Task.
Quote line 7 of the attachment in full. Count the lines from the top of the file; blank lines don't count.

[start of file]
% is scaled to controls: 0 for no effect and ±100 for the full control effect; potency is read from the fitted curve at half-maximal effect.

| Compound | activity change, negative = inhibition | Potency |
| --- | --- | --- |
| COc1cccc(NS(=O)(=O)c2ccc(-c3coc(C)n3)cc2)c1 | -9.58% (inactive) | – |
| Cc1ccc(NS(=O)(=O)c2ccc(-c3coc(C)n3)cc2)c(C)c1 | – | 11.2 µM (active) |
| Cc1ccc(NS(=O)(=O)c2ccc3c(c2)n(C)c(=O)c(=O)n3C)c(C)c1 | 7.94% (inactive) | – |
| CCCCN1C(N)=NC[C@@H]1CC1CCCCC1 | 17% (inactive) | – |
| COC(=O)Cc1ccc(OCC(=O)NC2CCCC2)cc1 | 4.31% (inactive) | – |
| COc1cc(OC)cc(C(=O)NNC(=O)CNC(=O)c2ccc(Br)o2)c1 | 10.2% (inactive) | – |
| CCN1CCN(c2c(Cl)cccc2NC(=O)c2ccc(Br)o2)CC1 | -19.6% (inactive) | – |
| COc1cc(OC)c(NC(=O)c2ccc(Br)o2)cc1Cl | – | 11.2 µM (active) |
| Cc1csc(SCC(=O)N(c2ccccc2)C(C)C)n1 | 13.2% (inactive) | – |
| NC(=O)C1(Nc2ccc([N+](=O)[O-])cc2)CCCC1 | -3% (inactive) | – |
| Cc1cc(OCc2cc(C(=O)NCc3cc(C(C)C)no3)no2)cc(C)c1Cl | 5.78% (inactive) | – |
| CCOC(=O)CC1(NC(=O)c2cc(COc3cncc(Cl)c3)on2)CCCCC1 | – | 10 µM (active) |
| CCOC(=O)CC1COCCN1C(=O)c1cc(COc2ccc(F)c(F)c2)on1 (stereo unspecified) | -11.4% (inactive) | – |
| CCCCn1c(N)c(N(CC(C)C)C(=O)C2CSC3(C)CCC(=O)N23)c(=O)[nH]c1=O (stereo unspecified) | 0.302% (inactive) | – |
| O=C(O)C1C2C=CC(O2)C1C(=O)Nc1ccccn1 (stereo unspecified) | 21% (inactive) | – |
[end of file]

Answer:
| CCCCN1C(N)=NC[C@@H]1CC1CCCCC1 | 17% (inactive) | – |